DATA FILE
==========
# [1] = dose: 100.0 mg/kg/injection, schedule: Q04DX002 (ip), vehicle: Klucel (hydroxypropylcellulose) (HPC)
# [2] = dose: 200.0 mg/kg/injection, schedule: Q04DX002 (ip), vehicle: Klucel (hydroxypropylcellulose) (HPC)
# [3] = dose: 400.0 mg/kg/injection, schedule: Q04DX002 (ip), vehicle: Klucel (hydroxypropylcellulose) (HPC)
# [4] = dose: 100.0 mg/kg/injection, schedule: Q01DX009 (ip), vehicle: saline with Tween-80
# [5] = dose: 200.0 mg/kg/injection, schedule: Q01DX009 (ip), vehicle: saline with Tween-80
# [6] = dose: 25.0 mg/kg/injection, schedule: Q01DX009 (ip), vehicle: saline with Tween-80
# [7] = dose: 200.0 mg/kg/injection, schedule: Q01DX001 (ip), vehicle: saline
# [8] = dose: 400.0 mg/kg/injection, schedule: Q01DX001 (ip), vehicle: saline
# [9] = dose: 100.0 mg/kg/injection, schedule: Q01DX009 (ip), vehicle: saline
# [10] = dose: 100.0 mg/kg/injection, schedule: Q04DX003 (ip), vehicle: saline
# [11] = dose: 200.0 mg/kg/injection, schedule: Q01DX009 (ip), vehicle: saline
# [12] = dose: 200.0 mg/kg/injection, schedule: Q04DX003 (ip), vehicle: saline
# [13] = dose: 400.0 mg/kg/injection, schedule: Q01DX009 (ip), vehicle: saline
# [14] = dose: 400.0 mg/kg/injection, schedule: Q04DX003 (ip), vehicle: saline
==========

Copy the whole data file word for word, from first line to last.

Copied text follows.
# [1] = dose: 100.0 mg/kg/injection, schedule: Q04DX002 (ip), vehicle: Klucel (hydroxypropylcellulose) (HPC)
# [2] = dose: 200.0 mg/kg/injection, schedule: Q04DX002 (ip), vehicle: Klucel (hydroxypropylcellulose) (HPC)
# [3] = dose: 400.0 mg/kg/injection, schedule: Q04DX002 (ip), vehicle: Klucel (hydroxypropylcellulose) (HPC)
# [4] = dose: 100.0 mg/kg/injection, schedule: Q01DX009 (ip), vehicle: saline with Tween-80
# [5] = dose: 200.0 mg/kg/injection, schedule: Q01DX009 (ip), vehicle: saline with Tween-80
# [6] = dose: 25.0 mg/kg/injection, schedule: Q01DX009 (ip), vehicle: saline with Tween-80
# [7] = dose: 200.0 mg/kg/injection, schedule: Q01DX001 (ip), vehicle: saline
# [8] = dose: 400.0 mg/kg/injection, schedule: Q01DX001 (ip), vehicle: saline
# [9] = dose: 100.0 mg/kg/injection, schedule: Q01DX009 (ip), vehicle: saline
# [10] = dose: 100.0 mg/kg/injection, schedule: Q04DX003 (ip), vehicle: saline
# [11] = dose: 200.0 mg/kg/injection, schedule: Q01DX009 (ip), vehicle: saline
# [12] = dose: 200.0 mg/kg/injection, schedule: Q04DX003 (ip), vehicle: saline
# [13] = dose: 400.0 mg/kg/injection, schedule: Q01DX009 (ip), vehicle: saline
# [14] = dose: 400.0 mg/kg/injection, schedule: Q04DX003 (ip), vehicle: saline